|CATH domain||Related DB codes (homologues)|
|Protein name||Estrogen sulfotransferase, testis isoform||Estrogen sulfotransferase||estrone sulfotransferase3'-phosphoadenylyl sulfate-estrone 3-sulfotransferaseestrogen sulfotransferaseestrogen sulphotransferaseoestrogen sulphotransferase3'-phosphoadenylylsulfate:oestrone sulfotransferase|
|Synonyms||EC 184.108.40.206Sulfotransferase, estrogen-preferring||EC 220.127.116.11Sulfotransferase, estrogen-preferringEST-1|
|MAP00150||Androgen and estrogen metabolism|
|Activity||3''-phosphoadenylyl sulfate + estrone = adenosine 3'',5''-bisphosphate + estrone 3-sulfate.||3''-phosphoadenylyl sulfate + estrone = adenosine 3'',5''-bisphosphate + estrone 3-sulfate.|
|Subunit||Homodimer (By similarity).||Homodimer.|
|Compound||3'-Phosphoadenylylsulfate||Estrone||Adenosine 3',5'-bisphosphate||Estrone 3-sulfate|
|Type||amine group,nucleotide,sulfate group||aromatic ring (only carbon atom),carbohydrate,steroid||amine group,nucleotide||aromatic ring (only carbon atom),carbohydrate,steroid,sulfate group|
|References for Catalytic Mechanism|
|References||Sections||No. of steps in catalysis|
|Journal||Nat Struct Biol|
|Authors||Kakuta Y, Pedersen LG, Carter CW, Negishi M, Pedersen LC|
|Title||Crystal structure of estrogen sulphotransferase.|
|Journal||J Biol Chem|
|Authors||Kakuta Y, Petrotchenko EV, Pedersen LC, Negishi M|
|Title||The sulfuryl transfer mechanism. Crystal structure of a vanadate complex of estrogen sulfotransferase and mutational analysis.|
|Journal||J Biol Chem|
|Authors||Zhang H, Varlamova O, Vargas FM, Falany CN, Leyh TS, Varmalova O|
|Title||Sulfuryl transfer: the catalytic mechanism of human estrogen sulfotransferase.|
|Journal||Arch Biochem Biophys|
|Authors||Negishi M, Pedersen LG, Petrotchenko E, Shevtsov S, Gorokhov A, Kakuta Y, Pedersen LC|
|Title||Structure and function of sulfotransferases.|
|Journal||J Biol Chem|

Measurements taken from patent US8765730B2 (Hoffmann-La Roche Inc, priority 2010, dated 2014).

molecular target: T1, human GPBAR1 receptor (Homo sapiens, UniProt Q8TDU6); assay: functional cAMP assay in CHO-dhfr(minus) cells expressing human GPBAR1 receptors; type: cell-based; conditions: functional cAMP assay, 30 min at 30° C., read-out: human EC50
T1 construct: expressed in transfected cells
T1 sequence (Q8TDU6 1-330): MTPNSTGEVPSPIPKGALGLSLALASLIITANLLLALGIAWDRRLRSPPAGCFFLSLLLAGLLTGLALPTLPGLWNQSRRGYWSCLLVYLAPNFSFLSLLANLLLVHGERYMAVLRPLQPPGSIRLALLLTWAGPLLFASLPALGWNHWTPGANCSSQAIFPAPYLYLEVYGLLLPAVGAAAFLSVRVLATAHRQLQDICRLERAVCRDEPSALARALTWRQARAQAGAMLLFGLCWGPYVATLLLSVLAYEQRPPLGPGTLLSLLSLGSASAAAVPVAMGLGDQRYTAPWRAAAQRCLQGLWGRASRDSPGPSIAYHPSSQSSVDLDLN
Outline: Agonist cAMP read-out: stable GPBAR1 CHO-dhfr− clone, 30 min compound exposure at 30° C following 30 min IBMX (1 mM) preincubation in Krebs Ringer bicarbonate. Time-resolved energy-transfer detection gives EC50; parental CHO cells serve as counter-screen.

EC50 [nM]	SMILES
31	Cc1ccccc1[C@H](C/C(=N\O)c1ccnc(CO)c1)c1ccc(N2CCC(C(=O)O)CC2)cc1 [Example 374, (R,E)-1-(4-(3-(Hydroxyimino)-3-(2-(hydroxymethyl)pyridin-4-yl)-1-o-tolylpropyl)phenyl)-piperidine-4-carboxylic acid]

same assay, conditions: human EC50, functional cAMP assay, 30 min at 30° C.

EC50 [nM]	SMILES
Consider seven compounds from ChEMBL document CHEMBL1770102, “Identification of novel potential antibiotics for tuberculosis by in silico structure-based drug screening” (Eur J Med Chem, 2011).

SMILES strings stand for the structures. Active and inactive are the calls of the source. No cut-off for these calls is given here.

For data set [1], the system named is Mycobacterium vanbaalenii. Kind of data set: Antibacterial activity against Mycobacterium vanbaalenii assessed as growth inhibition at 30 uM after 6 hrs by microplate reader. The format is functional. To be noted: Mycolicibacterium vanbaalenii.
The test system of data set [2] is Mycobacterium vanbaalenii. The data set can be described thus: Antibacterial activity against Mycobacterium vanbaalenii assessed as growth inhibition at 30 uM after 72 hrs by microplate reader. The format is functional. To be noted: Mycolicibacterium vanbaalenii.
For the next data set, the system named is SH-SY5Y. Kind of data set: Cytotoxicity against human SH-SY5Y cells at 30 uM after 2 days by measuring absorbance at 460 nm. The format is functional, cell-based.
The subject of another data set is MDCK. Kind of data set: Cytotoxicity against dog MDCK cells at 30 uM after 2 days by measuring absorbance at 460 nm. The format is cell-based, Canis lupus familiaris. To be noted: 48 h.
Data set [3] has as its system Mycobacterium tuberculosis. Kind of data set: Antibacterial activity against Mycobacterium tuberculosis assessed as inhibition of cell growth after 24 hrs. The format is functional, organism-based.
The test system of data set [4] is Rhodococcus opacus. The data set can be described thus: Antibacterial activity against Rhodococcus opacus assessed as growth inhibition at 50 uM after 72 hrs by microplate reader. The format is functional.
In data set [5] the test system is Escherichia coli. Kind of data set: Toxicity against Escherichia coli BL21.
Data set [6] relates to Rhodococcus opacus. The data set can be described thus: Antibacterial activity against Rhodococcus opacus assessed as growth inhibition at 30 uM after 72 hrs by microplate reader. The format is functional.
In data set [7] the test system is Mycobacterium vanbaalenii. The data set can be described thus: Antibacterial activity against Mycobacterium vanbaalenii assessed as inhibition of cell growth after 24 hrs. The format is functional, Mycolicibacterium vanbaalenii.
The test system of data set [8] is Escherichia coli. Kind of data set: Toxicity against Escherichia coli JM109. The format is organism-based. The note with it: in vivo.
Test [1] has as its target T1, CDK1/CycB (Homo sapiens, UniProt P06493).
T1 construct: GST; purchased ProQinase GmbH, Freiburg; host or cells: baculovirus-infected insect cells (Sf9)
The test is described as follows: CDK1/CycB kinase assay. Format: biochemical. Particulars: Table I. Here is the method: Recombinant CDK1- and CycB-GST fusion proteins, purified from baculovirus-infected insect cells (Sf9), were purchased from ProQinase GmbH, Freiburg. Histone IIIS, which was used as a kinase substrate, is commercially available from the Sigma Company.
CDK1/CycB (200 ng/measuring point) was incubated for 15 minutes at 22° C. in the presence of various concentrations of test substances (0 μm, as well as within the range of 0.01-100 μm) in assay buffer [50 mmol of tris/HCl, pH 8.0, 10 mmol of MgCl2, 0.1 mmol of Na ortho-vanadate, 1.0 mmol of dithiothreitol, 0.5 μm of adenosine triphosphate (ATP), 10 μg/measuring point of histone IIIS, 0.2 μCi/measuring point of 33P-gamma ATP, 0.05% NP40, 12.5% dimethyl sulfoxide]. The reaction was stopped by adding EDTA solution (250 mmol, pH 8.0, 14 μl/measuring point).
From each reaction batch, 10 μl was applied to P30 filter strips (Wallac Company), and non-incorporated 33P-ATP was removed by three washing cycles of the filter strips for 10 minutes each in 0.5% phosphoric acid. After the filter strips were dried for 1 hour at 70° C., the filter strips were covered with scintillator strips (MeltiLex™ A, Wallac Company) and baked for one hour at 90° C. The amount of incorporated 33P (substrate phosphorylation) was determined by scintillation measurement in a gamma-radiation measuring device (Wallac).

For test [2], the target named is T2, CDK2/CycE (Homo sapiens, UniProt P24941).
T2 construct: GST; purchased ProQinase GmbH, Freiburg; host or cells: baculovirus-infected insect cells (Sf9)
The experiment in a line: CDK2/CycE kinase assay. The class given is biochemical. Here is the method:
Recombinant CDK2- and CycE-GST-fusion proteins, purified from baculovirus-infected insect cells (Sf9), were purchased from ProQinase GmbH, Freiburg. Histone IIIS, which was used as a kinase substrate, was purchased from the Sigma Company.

|Authors||Pedersen LC, Petrotchenko E, Shevtsov S, Negishi M|
|Title||Crystal structure of the human estrogen sulfotransferase-PAPS complex: evidence for catalytic role of Ser137 in the sulfuryl transfer reaction.|
|According to the paper , the catalytic mechanism of this enzyme, EST, can involve SN2 attack by the 3alpha-pehoxide of the substrate on the sulfate of PAPS. Moreover, the trigonal bi-pyramidal transition state intermediate of the reaction could be stablized by positively charged Lys106 and Lys48.|
This paper also mentioned the fundamental differences between sulfonation and phosphorylation . In sulfonation, the charge on the transferred sulfur trioxide [SO3] is 0, whilst the charge on the metaphosphate [PO3-] is -1 for phosphorylation at physiological pH. Moreover, catalysis involving phosphorylation frequently requires presence of a metal ion, usually magnesium. Yet, there is little evidence suggesting that metal ions are required for sulfotransferase activity .
The literature  reported the transition-state like structure with EST-PAP-vanadate complex, in which vanadium atom mimicks the transferring sulfate group. The structure suggested the transition state of an in-line transfer reaction. The stabilization by Lys48, His108, and Lys106 of the transition state may also be essential for the high catalytic efficiency .
According to the literature , the catalytic mechanism is proposed as follows:
The conserved histidine (His108 for 1aqu) can be a general base that abstracts the proton from the acceptor hydroxy group, thereby converting this group to a strong nuceophile. Once formed, the nucleophile attacks the sulfur atom of PAPS, which in turn leads to an accumulation of negative charge at the bridging oxygen (i.e., leaving oxygen) between the 5'-phosphate and sulfate. On the other hand, the conserved lysine (Lys48 for 1aqu) residue may donate its proton to the bridging oxygen, thereby assisting in the dissociation of the sulfate group from PAPS. This catalytic lysine must also stabilize the transient state in aiding the dissociation of the sulfate from the PAPS.
The conserved serine residue (Ser138 for 1aqu) seems to regulate the sulfur transfer reaction as the switch for the catalytic lysine, through its interaction. The sidechain coordination of the serine residue to the catalytic lysine occurs subsequent to the binding of the 3'-phosphate of PAPS to this serine. Whereas the serine interacts with the lysine to decrease the PAPS hydrolysis, the sidechain nitrogen of the lysine must be coordinated with the bridging oxygen to play a role as catalytic acid. The conserved histidine may play the major role in the switch as the catalytic base. Following the substrate binding, the histidine removes the proton from the acceptor group, making it the nucleophile that subsequently attacks the sulfur atom of the PAPS molecule. Negative charge accumulates on the bridging oxygen. Finally, the developing negative charge forces the sidechain nitrogen of the catalytic lysine to switch from the serine to the bridging oxygen and the sulfate dissociation occurs ,.